I noticed that a lot of articles use DFT+U methods to calculate different formation energies when using regular DFT and DFT+U methods. For example, in the attached paper[1] on $\ce{In2O3}$, the enthalpy of formation was found to be $\pu{-9.86 eV}$ and $\pu{-10.41 eV}$ using LDA and LDA+U, respectively.

When calculating the formation energies using DFT+U, I am wondering if the energies of the elemental reference states ($\ce{In}$ and $\ce{O2}$ in the above case) also need to be calculated using DFT+U, or just from regular DFT, since they often do not have band gaps that DFT+U seeks to correct.

  1. Pakpoom Reunchan, Xin Zhou, Sukit Limpijumnong, Anderson Janotti, Chris G. Van de Walle, Vacancy defects in indium oxide: An ab-initio study, Current Applied Physics, Volume 11, Issue 3, Supplement, 2011, Pages S296-S300,DOI: 10.1016/j.cap.2011.03.051

2 Answers 2


As far as my knowledge, they must be calculated using DFT+U. When you calculate the energy of $\ce{In}$ in its bulk state using DFT, it won't lead to the same value using DFT+U.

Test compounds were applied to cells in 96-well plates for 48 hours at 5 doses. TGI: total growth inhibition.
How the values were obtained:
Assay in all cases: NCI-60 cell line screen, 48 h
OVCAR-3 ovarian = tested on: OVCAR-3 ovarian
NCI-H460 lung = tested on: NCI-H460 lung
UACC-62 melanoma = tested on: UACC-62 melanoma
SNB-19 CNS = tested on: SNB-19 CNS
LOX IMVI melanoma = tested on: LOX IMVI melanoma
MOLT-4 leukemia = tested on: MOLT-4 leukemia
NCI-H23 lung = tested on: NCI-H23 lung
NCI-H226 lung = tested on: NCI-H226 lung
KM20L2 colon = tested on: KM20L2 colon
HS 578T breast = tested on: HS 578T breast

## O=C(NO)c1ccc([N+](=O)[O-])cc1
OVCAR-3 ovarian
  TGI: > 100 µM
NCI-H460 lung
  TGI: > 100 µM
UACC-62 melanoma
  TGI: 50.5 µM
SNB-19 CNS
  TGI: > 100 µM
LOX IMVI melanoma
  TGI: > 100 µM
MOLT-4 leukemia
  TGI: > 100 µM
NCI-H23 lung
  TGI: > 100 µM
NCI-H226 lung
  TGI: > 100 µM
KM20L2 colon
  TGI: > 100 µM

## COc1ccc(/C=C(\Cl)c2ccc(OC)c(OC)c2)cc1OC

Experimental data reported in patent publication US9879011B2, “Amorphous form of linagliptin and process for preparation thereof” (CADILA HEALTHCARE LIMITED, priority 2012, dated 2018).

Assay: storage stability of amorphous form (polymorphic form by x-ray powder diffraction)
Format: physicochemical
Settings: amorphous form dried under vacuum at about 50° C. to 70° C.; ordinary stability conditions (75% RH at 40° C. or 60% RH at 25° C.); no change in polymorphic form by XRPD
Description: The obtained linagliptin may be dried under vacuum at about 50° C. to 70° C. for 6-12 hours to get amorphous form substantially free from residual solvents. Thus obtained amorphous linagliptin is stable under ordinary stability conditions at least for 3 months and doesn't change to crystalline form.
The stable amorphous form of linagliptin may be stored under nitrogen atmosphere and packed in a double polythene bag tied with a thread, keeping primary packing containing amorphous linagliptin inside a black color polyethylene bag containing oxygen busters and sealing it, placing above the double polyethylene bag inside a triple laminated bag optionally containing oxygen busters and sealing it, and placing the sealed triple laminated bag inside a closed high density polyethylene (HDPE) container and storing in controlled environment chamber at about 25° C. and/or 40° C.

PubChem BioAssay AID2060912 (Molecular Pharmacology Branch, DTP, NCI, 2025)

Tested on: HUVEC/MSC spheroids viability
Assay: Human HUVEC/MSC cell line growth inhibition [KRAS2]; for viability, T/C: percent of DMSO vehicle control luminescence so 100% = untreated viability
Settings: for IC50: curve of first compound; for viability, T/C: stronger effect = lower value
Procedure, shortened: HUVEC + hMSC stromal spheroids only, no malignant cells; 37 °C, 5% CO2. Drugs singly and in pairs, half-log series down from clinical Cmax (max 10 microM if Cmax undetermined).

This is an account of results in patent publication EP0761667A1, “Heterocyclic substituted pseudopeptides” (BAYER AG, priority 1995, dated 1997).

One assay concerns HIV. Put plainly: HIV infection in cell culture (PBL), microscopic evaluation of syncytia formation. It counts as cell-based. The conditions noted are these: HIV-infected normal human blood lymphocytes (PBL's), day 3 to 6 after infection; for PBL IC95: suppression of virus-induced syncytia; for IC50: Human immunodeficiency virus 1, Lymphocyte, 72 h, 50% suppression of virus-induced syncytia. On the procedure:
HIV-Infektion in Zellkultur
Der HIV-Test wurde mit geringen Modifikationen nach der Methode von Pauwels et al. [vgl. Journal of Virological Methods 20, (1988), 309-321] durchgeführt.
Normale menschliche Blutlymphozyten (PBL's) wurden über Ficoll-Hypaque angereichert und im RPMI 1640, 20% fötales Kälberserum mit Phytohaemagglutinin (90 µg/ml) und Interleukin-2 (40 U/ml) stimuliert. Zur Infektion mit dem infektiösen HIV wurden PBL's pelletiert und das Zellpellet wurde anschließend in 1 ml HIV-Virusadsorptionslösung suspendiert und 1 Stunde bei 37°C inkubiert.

To calculate formation energies from DFT+U, you must use a self consistent set of parameters. This is easy to visualize since you can imagine the reaction of InODFT -> InODFT+U, which will end up having some non-zero reaction energy. While this example is obviously incorrect, mixing energy differences with DFT+U corrections and non-corrected differences results in a similar picture, but is often less obvious.

There have been some attempts to mix these however and materials project has a small section on a mixing correction they have applied, however I do not know personally if this has been successful or not. Someone more familiar with materials project might know more.


Your Answer

By clicking “Post Your Answer”, you agree to our terms of service, privacy policy and cookie policy

Not the answer you're looking for? Browse other questions tagged or ask your own question.